|15.||Leica M9||..||..||..||..||4.5/5||..||Sep 2009||7,999||ebay.com|
|16.||Nikon D100||..||..||..||+ +||o||..||Feb 2002||1,999||ebay.com|
|17.||Nikon D1X||..||..||..||+ +||..||..||Feb 2001||5,999||ebay.com|
|Notes: (+ +) highly recommended; (+) recommended; (o) reviewed; (..) not available.|
The review scores listed above should be treated with care, though. The ratings are only valid when referring to cameras in the same category and of the same age. Thus, a score needs to be put into the context of the launch date and the launch price of the camera, and rating-comparisons among cameras that span long time periods or concern very differently equipped models make little sense. Also, kindly note that some of the listed sites have over time developped their review approaches and their reporting style.
Other camera comparisons
Did this review help to inform your camera decision process? In case you are interested in seeing how other cameras pair up, just make a corresponding selection in the search boxes below. There is also a set of direct links to comparison reviews that other users of the CAM-parator app explored.
- Canon 5DS vs Contax N Digital
- Canon SX620 vs Contax N Digital
- Canon XT vs Fujifilm X-T10
- Contax N Digital vs Fujifilm X100S
- Contax N Digital vs Nikon A1000
- Contax N Digital vs Nikon Z7
- Contax N Digital vs Sony A6100
- Fujifilm X-T10 vs Leica V-LUX 2
- Fujifilm X-T10 vs Nikon D1
- Fujifilm X-T10 vs Olympus E-PL2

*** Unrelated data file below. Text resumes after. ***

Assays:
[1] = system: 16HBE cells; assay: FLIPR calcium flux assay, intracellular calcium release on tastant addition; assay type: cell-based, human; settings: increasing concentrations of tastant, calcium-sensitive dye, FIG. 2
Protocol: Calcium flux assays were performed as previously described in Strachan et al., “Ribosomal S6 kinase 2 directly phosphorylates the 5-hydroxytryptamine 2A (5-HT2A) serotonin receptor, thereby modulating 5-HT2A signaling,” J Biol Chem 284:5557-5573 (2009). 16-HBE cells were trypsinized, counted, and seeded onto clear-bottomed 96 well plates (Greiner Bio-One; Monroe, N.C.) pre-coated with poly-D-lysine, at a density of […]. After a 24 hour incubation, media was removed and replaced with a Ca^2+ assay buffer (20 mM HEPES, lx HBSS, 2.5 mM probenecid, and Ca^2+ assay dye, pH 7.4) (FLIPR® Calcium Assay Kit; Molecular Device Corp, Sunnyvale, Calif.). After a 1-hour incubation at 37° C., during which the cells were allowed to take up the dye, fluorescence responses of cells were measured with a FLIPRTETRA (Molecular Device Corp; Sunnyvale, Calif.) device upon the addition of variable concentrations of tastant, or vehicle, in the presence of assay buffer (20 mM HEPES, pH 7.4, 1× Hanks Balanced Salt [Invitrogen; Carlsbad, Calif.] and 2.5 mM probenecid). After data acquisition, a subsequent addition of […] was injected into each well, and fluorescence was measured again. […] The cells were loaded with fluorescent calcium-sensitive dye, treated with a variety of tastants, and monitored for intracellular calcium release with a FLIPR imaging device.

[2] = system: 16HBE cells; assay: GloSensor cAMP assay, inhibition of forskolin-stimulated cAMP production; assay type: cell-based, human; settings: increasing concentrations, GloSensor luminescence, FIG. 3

- Fujifilm X-T10 vs Panasonic GF7
- Fujifilm X-T10 vs Pentax KP
Specifications: Contax N Digital vs Fujifilm X-T10
Below is a side-by-side comparison of the specs of the two cameras to facilitate a quick review of their differences and common features.
|Camera Model||Contax N Digital||Fujifilm X-T10|
|Camera Type||Digital single lens reflex||Mirrorless system camera|
|Camera Lens||Contax N mount lenses||Fujifilm X mount lenses|
|Launch Date||February 2002||May 2015|
|Launch Price||USD 7,399||USD 799|
|Sensor Specs||Contax N Digital||Fujifilm X-T10|
|Sensor Format||Full Frame Sensor||APS-C Sensor|
|Sensor Size||36.0 x 24.0 mm||23.6 x 15.6 mm|
|Sensor Area||864 mm2||368.16 mm2|
|Sensor Diagonal||43.3 mm||28.3 mm|
|Sensor Resolution||6.1 Megapixels||16 Megapixels|
|Image Resolution||3040 x 2008 pixels||4896 x 3264 pixels|
|Pixel Pitch||11.90 μm||4.80 μm|
|Pixel Density||0.71 MP/cm2||4.34 MP/cm2|
|Moiré control||Anti-Alias filter||no AA filter|
|Movie Capability||no Video||1080/60p Video|
|ISO Setting||50 - 1,600 ISO||200 - 6,400 ISO|
|ISO Boost||no Enhancement||100 - 51,200 ISO|
|Screen Specs||Contax N Digital||Fujifilm X-T10|
|Viewfinder Type||Optical viewfinder||Electronic viewfinder|
|Viewfinder Field of View||95%||100%|
|Viewfinder Resolution||2360k dots|
|Top-Level Screen||Control Panel||no Top Display|
|LCD Framing||Live View|
|Rear LCD Size||2.0inch||3.0inch|
|LCD Resolution||200k dots||920k dots|
|LCD Attachment||Fixed screen||Tilting screen|
|Shooting Specs||Contax N Digital||Fujifilm X-T10|
|Focus System||Phase-detect AF||On-Sensor Phase-detect|
|Manual Focusing Aid||no Peaking Feature||Focus Peaking|
|Max Shutter Speed (mechanical)||1/8000s||1/4000s|
|Continuous Shooting||4 shutter flaps/s||8 shutter flaps/s|
|Time-Lapse Photography||no Intervalometer||Intervalometer built-in|
|Fill Flash||no On-Board Flash||Built-in Flash|
|Storage Medium||CF cards||SDXC cards|
|Second Storage Option||Single card slot||Single card slot|
|Connectivity Specs||Contax N Digital||Fujifilm X-T10|
|Studio Flash||PC Sync socket||no PC Sync|
|USB Connector||Firewire||USB 2.0|
|HDMI Port||no HDMI||micro HDMI|
|Microphone Port||no MIC socket||External MIC port|
|Wifi Support||no Wifi||Wifi built-in|
|Body Specs||Contax N Digital||Fujifilm X-T10|
|Battery Life (CIPA)||100 shots per charge||350 shots per charge|
152 x 138 x 80 mm
(6.0 x 5.4 x 3.1 in)
118 x 83 x 41 mm
(4.6 x 3.3 x 1.6 in)
|Camera Weight||990 g (34.9 oz)||381 g (13.4 oz)|